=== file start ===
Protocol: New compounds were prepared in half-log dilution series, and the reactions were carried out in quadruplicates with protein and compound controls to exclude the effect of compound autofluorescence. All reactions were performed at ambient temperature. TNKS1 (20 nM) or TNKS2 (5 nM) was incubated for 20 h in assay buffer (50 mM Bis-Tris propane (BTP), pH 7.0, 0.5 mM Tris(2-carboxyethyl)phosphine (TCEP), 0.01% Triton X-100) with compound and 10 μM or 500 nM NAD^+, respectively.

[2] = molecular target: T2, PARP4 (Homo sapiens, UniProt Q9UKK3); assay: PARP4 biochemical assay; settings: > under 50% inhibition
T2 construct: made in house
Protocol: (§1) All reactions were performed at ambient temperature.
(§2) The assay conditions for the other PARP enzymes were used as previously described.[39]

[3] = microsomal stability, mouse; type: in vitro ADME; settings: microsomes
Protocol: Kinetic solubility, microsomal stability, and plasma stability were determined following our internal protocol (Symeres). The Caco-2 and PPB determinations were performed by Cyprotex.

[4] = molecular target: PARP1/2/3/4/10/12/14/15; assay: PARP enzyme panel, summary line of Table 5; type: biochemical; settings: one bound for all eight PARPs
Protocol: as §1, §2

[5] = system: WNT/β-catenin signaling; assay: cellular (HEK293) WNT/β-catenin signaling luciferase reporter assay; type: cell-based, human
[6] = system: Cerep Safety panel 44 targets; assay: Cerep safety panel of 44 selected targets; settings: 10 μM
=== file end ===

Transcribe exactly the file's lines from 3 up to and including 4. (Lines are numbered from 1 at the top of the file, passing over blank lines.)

T2 construct: made in house
Protocol: (§1) All reactions were performed at ambient temperature.